Climate Change and Risk                                                                                                                   From a big picture point of view, there have been many academic papers in the last decade warning of the impacts on tourism from climate change. A risk mitigation goal to increased travel costs has not been achieved (Boeing, as an example, predicts the number of planes will double by 2030 and passenger numbers will triple) nor have we seen many measurable low carbon tourism goals achieved.

Thus as tourism grows, so does its contribution to CO2 pollution, which subsequently contributes to climate change which stimulates extreme weather events.

From a regional point of view, risk adaptation is a tourism strength. A disaster in one country simply means tourists can (and do) quickly adapt and switch to another venue. While from a global perspective this enables tour operators and travel companies to maintain income, destinations in ‘hot spots’ lie vulnerable (tourism climate ‘hot spots’ as identified by UNWTO/UNEP/WMO 2007). Their vulnerability can also be longer lasting as ‘safer’ destinations competitively market against them.

From a ‘hot spots’ point of view, extreme weather events propelled by climate change are therefore a serious immediate risk for tourism providers, communities and governments, especially for small countries where tourism accounts for a significant proposition of GDP like British Virgin Islands (+80%), Saint Lucia(+50%) and Fiji (25%).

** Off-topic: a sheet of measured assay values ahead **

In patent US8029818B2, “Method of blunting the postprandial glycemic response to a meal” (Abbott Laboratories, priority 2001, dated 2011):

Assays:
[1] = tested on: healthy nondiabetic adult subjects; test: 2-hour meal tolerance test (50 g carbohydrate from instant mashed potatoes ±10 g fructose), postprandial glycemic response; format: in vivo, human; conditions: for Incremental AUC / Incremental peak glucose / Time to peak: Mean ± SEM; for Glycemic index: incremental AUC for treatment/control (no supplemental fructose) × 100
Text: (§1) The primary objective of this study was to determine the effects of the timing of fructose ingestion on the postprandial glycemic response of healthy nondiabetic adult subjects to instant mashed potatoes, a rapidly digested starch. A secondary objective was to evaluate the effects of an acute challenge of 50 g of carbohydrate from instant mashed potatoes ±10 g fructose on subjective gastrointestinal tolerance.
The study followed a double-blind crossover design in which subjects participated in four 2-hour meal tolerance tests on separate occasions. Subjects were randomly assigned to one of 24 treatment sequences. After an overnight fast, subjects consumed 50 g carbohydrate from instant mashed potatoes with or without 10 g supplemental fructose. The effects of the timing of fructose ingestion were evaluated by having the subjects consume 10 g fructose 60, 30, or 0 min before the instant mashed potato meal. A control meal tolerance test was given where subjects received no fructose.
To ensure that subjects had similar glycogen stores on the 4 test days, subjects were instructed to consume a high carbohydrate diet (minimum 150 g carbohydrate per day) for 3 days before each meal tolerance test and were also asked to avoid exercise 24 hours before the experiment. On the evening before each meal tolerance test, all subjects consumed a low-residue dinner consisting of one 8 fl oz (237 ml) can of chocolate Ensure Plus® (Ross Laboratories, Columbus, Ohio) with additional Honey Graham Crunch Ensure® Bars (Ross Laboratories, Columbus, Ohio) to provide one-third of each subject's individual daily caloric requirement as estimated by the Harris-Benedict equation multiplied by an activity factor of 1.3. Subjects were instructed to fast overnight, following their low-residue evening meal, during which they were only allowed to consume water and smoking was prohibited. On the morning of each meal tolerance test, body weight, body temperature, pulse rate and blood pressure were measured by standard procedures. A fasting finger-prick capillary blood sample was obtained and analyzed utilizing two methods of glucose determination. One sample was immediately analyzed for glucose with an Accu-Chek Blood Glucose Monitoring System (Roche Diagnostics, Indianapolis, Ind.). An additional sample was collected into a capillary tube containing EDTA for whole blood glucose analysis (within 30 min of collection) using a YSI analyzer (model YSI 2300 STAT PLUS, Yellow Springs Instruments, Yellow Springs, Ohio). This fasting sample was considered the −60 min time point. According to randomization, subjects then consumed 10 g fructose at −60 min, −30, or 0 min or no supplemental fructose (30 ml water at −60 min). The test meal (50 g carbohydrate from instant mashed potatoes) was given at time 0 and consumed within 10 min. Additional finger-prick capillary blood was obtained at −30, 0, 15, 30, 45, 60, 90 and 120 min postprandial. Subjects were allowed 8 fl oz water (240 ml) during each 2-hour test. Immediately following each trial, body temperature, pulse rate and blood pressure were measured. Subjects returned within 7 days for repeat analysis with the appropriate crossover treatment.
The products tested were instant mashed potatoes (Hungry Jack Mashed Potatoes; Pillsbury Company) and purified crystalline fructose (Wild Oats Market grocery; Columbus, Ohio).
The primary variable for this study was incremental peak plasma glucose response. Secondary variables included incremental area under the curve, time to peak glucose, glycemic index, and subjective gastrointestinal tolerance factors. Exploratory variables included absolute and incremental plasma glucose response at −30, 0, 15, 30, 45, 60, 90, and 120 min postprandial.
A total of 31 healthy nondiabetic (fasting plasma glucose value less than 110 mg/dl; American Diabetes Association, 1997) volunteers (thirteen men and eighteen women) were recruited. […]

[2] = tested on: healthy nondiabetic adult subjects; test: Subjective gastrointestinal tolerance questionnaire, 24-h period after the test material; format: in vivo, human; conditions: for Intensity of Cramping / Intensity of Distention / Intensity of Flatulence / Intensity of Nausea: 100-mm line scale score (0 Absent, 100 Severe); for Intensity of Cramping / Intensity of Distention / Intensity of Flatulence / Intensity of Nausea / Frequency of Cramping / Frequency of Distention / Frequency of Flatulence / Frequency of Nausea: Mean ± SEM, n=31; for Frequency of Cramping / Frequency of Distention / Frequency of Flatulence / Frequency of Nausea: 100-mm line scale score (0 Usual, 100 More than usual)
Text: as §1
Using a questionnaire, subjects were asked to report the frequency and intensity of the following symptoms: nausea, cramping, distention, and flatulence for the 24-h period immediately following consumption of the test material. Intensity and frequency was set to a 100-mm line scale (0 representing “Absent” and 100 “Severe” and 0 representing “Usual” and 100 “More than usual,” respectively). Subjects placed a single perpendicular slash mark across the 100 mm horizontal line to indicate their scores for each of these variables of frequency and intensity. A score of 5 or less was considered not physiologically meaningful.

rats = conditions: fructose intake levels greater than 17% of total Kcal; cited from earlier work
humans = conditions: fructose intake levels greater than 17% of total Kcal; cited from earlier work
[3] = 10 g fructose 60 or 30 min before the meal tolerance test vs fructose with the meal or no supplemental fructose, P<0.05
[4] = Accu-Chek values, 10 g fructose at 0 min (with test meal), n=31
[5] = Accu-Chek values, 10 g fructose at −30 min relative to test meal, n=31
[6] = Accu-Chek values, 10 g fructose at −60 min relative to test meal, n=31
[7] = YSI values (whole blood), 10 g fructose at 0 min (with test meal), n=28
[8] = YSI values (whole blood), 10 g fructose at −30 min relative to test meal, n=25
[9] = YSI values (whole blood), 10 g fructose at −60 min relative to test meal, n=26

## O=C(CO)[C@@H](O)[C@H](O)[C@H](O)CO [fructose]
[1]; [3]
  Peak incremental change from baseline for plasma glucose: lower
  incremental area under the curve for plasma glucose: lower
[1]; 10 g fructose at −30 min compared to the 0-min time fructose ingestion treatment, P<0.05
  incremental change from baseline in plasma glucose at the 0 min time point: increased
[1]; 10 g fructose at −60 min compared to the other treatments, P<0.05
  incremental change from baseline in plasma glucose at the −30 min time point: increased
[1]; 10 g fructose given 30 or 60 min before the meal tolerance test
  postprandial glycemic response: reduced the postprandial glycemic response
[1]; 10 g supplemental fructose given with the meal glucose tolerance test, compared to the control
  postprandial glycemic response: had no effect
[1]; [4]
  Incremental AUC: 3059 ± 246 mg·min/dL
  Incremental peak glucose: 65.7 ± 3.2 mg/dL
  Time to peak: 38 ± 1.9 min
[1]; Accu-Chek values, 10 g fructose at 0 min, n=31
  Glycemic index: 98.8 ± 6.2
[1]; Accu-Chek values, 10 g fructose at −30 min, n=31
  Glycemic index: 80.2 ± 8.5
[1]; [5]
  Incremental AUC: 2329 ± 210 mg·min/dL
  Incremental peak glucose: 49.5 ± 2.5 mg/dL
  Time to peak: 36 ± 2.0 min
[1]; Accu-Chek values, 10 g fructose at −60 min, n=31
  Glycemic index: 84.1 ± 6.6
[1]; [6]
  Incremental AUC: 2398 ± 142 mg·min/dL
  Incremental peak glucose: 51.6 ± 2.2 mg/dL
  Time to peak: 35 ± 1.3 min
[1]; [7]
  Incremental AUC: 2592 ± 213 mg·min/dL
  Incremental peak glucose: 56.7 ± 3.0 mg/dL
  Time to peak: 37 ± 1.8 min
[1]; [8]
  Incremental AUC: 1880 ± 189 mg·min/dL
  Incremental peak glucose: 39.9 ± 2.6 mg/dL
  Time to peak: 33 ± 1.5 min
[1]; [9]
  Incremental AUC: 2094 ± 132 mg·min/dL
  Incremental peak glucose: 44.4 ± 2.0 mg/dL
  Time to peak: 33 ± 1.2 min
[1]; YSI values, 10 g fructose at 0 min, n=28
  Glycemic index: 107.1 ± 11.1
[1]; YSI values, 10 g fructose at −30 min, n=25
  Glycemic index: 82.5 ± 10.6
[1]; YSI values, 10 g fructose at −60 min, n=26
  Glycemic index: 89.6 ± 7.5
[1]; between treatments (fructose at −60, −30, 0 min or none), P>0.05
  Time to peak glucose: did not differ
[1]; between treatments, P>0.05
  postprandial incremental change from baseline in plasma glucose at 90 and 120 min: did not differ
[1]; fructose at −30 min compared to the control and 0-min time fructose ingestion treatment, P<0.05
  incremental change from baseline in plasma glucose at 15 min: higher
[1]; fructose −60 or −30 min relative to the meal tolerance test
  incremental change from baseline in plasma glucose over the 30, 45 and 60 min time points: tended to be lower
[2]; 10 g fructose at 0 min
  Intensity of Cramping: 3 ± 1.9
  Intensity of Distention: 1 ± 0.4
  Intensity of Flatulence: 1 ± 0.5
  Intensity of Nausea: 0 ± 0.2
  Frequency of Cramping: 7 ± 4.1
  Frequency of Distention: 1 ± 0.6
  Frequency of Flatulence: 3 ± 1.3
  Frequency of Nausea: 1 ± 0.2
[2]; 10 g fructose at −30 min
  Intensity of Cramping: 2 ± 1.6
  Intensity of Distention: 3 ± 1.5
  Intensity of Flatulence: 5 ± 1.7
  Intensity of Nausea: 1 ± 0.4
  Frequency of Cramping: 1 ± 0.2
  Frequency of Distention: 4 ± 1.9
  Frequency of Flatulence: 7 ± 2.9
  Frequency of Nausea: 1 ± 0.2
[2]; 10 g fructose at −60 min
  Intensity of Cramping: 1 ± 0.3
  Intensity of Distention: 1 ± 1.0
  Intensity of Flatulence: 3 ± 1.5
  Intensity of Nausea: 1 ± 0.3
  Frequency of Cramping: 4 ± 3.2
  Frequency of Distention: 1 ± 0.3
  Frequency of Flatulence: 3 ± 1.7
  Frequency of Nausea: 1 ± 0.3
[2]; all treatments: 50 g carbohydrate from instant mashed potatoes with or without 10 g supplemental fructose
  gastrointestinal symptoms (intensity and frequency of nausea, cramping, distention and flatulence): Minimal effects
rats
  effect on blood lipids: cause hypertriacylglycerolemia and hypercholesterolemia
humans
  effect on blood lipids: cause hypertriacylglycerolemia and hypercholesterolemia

As the frequency of extreme weather events grows, so the emergency resources will be stretched. This means that emergency services will only be able to focus on primary infrastructure leaving communities to protect and prepare for themselves in secondary rural areas. This is a key issue professionals must recognise; sustainability should also include local destination protection by tourism.

Australian Example                                                                                                                       Developed countries face challenges. Consider a country like Australia where the Climate Commission described the December 2012-February 2013 as the ‘Angry Summer’: